When her small village in Mozambique is attacked by bandits and her father is killed, Sofia Alface, her sister, Maria, brother, Alfredo, and mother, Lydia, flee, walking for days in search of somewhere safe. They finally find and are welcomed into a second village, where Mother Lydia builds a hut and joins the village women in the fields, aided by Maria and Sofia. Though still grief-stricken following the death of her father and the destruction of their village, Sofia and her family begin to make a new home among their new neighbours.
Encouraged to attend the school offered free of charge by a local Catholic mission, Sofia and Maria begin to spend a few hours each afternoon in the primary class where, surrounded by over ninety children, most of whom are far younger than they are, the girls learn to read and do sums. Sofia makes friends with the local tailor, an elderly man named Totio, who agrees to help her make a dress for her sister just as soon as she can find appropriate fabric. Knowing she will never be able to afford to purchase material, Sofia succumbs to temptation and steals one white sheet from the clothesline of Father José-Maria, the mission priest. Under Totio’s careful instruction, Sofia learns to sew and makes a beautiful dress for Maria, one that delights her sister, but Sofia is consumed by guilt at the thought of her theft.
Father José-Maria, a Brazilian who has come to Mozambique to do God’s work, never notices the missing sheet. He is, instead, preoccupied by the hidden and deadly danger that faces the villagers, and particularly their children, each time they step from their huts. Land mines lie buried just below the surface of the ground all around the outskirts of the village, and Father José-Maria is careful to warn each and every villager that they must never step from the paths. Mother Lydia lectures Maria about the danger, and Maria lectures Sofia, who, in turn, lectures young Alfredo, but children are children, and one day, as they return from the fields, Sofia decides to run. Since it is the rainy season, and the ground is wet, Sofia slips off the path and slides into the underbrush.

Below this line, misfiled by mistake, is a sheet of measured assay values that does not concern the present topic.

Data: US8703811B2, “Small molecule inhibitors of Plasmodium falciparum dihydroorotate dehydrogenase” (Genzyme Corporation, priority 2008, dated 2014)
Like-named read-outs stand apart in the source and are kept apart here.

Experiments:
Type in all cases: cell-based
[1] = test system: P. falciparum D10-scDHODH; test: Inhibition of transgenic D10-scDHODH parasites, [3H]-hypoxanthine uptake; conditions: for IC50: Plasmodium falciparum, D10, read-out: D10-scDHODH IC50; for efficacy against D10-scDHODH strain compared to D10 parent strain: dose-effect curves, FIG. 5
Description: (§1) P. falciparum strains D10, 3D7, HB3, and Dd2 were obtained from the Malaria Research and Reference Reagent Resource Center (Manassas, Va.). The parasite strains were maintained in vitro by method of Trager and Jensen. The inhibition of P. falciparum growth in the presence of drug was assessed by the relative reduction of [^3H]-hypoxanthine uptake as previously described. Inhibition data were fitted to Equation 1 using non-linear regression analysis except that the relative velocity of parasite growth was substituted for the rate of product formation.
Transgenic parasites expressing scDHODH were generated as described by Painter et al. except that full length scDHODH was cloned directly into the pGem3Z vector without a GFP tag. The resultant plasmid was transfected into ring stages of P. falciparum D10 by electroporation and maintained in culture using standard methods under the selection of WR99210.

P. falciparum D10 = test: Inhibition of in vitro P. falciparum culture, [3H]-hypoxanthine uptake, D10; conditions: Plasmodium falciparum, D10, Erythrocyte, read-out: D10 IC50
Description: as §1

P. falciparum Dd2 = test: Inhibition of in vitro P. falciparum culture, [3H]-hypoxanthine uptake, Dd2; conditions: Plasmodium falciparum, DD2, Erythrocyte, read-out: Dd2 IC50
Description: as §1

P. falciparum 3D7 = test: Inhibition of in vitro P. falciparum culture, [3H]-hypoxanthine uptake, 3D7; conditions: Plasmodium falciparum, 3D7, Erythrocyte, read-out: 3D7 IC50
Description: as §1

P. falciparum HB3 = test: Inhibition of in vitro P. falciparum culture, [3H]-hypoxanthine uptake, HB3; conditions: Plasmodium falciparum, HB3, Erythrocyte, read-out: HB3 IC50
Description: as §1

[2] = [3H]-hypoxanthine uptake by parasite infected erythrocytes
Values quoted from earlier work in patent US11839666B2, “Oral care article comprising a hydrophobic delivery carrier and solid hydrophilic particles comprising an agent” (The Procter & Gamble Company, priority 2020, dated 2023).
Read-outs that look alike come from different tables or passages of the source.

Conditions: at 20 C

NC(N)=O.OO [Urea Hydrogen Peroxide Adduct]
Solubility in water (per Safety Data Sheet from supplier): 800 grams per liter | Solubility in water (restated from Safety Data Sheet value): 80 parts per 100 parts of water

The explosion gravely injures both young girls. Maria, dies while Sofia holds her hand, and Sofia is left behind to cope with her sister’s absence and to endure the terrible and lasting effects of her injuries. Unable to safe her legs, the hospital staff amputates first the right leg and, four days later, the left leg. What follows are months of theory, as Sofia lives, initially, at the hospital and later, at a home for elderly people, while she is measured for prostheses.
and is taught to walk again. Though very lonely because Mother Lydia cannot afford to visit often, the young girl makes friends among the women who sell food and goods on the street outside the hospital, and with the doctor in charge of her care. The kind-hearted Dr. Raul buys Sofia oranges, and visits and encourages her whenever his schedule permits. It is Dr. Raul who offers to drive her home to her village when she is finally well enough to go.
Home again after several months, Sofia discovers that much has changed and realizes she cannot remain in her mother’s hut. Crippled by her injuries, she has become a liability to her family, and must find the means to make her own way in the world. Rescued by Dr. Raul, Sofia learns that, despite her disabilities, she possesses a strength of character that will help her overcome every obstacle.
Secrets in the Fire is the story of a young girl’s courage and indomitable spirit. It also tells a tale about the destructive power of land mines. Winner of the 2002 International Kankei Children’s Publishing Culture Award, Henning Mankell’s book is a worthy addition to a growing library of titles about the effects of war upon children.